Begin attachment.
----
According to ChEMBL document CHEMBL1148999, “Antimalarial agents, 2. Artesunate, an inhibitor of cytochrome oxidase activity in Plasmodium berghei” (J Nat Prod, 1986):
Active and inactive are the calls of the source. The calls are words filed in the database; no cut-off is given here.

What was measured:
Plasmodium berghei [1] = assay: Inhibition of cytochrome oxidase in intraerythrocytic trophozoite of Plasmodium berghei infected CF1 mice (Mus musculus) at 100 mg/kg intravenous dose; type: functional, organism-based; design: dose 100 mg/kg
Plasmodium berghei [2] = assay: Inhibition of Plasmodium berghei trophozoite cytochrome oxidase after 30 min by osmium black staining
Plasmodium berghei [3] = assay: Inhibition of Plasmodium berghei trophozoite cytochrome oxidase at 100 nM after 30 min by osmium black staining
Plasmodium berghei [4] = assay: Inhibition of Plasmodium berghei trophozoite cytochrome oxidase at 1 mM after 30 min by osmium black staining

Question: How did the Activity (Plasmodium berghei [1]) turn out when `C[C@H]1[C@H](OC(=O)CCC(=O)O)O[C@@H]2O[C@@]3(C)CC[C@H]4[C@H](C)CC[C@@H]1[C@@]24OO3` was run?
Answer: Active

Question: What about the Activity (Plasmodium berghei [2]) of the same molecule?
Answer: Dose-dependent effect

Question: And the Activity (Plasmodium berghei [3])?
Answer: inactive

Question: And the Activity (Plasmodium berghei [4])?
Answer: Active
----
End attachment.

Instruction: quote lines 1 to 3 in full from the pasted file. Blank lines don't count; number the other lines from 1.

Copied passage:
According to ChEMBL document CHEMBL1148999, “Antimalarial agents, 2. Artesunate, an inhibitor of cytochrome oxidase activity in Plasmodium berghei” (J Nat Prod, 1986):
Active and inactive are the calls of the source. The calls are words filed in the database; no cut-off is given here.

What was measured: